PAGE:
The iPhone 3.0 OS Is Not Ready For Everyday Use; Here's How to Downgrade

Illustration for article titled The iPhone 3.0 OS Is Not Ready For Everyday Use; Here's How to Downgrade

Lots of us have been using the iPhone 3.0 beta full-time. Now we're rolling back, because it is decidedly NOT ready. Here's how to downgrade back to 2.2.1 if you are in a similar predicament.

Now, we're not saying we're surprised, or angry, or anything. It's beta software, and beta software is by definition not ready for everyday use. But in the pursuit of the latest and greatest thing, we all have learned that a little bit of inconsistency or crashiness is often a fair price to pay for being on the cutting edge.

Not so in iPhone 3.0. It's slow as hell, locks up on everything from launching an app to entering a phone number on the numeric keypad, sucks down battery life like an alcoholic who just found his first bottle of MD 20/20 in days, and so on. Add to that a lack of support for MMS as of yet and no apps to take advantage of the background notifications, and you have a fairly useless upgrade, right now. So let's roll it back.


Note: Your iPhone 3.0 OS backups (your phone settings, unsynched photos, text messages, etc) will not be compatible with 2.2.1 once you go back down. So make sure you have a backup from the 2.2.1 days to restore from, or else you'll be starting from scratch.

iPhone EDGE
If you're running OS X 10.5.6, you'll need to do the USB DFU fix outlined in our jailbreaking guide before proceeding.

1. With your phone plugged in, put it into DFU mode by holding both the power and home buttons for 10 seconds, then releasing power and continuing to hold down home until iTunes recognizes a phone in "recovery mode."


2. Download the 2.2.1 firmware .ipsw file from Apple. Hold down option (Mac) or shift (Windows) and click on restore. Choose the stock iPhone 2.2.1 file you just downloaded.

3. Let it do its thing, and you should be in business. Restore your backup should you have one, and proceed to jailbreaking if you want to.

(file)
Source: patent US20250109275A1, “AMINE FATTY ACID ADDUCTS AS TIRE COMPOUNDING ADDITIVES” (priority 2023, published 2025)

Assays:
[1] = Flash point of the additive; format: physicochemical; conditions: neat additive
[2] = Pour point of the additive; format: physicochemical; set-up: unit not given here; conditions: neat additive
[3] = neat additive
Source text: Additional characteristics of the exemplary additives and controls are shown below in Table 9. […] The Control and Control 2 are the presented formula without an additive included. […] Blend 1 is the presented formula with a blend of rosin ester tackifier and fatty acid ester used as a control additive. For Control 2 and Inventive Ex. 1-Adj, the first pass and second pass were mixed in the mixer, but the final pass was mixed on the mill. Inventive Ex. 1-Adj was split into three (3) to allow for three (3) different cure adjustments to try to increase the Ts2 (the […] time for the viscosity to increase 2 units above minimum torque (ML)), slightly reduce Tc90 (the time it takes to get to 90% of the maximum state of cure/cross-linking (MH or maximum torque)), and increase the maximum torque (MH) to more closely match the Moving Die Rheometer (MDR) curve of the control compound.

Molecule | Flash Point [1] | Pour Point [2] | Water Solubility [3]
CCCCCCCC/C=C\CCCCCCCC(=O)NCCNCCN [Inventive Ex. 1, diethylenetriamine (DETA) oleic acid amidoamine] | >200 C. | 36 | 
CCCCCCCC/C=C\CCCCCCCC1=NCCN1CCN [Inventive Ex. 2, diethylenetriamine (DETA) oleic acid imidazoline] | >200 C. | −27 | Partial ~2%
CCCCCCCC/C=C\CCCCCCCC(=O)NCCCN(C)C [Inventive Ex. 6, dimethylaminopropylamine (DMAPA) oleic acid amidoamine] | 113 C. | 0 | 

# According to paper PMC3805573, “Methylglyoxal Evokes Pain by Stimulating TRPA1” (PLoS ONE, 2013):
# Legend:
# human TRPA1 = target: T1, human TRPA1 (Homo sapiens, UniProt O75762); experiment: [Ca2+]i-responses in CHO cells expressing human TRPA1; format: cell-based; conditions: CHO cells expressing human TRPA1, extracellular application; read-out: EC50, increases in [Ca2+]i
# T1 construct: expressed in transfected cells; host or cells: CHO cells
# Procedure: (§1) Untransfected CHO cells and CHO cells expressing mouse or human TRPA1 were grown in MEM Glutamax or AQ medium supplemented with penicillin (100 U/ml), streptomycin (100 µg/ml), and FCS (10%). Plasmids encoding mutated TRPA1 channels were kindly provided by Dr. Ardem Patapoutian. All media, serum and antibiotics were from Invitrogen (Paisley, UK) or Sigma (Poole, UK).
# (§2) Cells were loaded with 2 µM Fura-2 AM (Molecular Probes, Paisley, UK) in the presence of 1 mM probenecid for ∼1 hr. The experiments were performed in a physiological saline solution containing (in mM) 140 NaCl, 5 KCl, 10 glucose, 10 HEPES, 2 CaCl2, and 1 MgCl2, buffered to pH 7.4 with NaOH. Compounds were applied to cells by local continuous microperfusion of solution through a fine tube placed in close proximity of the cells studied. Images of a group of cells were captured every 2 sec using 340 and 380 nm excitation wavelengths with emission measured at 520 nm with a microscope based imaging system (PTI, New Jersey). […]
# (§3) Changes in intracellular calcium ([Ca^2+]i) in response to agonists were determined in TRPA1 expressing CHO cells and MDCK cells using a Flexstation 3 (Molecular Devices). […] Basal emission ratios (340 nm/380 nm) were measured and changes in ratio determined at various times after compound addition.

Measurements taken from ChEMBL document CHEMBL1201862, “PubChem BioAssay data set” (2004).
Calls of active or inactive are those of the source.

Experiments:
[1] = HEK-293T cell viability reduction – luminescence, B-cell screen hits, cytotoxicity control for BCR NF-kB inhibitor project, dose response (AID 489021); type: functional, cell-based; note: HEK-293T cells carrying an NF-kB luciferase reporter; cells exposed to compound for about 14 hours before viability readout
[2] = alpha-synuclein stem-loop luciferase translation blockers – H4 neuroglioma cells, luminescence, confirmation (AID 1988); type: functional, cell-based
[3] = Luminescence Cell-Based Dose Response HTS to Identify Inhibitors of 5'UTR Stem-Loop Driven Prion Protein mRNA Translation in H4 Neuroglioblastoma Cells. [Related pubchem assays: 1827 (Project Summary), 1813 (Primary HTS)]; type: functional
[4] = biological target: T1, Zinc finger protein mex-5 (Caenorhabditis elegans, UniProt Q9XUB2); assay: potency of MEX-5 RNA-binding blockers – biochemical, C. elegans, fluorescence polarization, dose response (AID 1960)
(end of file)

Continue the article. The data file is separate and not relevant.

iPhone 3G
On the iPhone 3G, the 3.0 software flashes the baseband (the chip that controls voice and data network traffic), which confuses iTunes when you try to downgrade. So you have to jump through a few more hoops to downgrade your 3G, but it's still easy enough.

1. Follow the first two steps above for iPhone EDGE, only using the iPhone 3G 2.2.1 firmware package of course. Again, OS X 10.5.6 users will have to do the USB driver switcheroo detailed above.


2. When it's done restoring, you'll get an error message that looks like this:

Illustration for article titled The iPhone 3.0 OS Is Not Ready For Everyday Use; Here's How to Downgrade

As long as it's a four-digit error number like 10xx, don't worry, that's just iTunes telling you it's confused by the updated baseband on your phone. Everything will work fine, but unfortunately your phone will be stuck in restore mode until you jailbreak it, which is what we're doing next.

3. For Mac (Windows users skip to step 8): Download a utility called iRecovery. This tool forces your phone to reboot out of restore mode, which is necessary for the QuickPwn jailbreak software to recognize it.


4. Go to the terminal and change to the iRecovery directory, wherever it is on your system, and type these two commands:

chmod 755 libusb-0.1.4.dylib
chmod 755 iRecovery

5. Next, copy the "libusb-0.1.4.dylib" file to the /usr/local/lib directory on your machine (you'll have to shift-command-G to go to this folder in Finder).


6. And finally, with your iPhone plugged in, go back to Terminal and type:

./iRecovery -s

You'll get a prompt, where you should then type "fsboot" (no quotes) and hit enter. If nothing happens after 10-15 seconds, type it again and hit enter again. Your phone should boot.


7. Download QuickPwn and jailbreak your phone (see our guide if you need help). Restore your 2.2.1 backup in iTunes, and you should be in business.

8. For Windows: After you restore to 2.2.1, you can skip straight to running QuickPwn to get your phone up and running.


And that's it. Enjoy an iPhone free of horrible slow-downs until summertime. Bigup to the tutorial over at, which was very helpful in this endeavor.

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Apple: It just works. Except in beta when it is a gigantic frigging mess, just like every other company.

That said, people are downgrading from the production release of Vista to XP, so the Apple-hate really only goes so far. (Ignoring that Mobile Me stuff, of course.) Still, thanks Apple for making Redmond feel a little better about itself.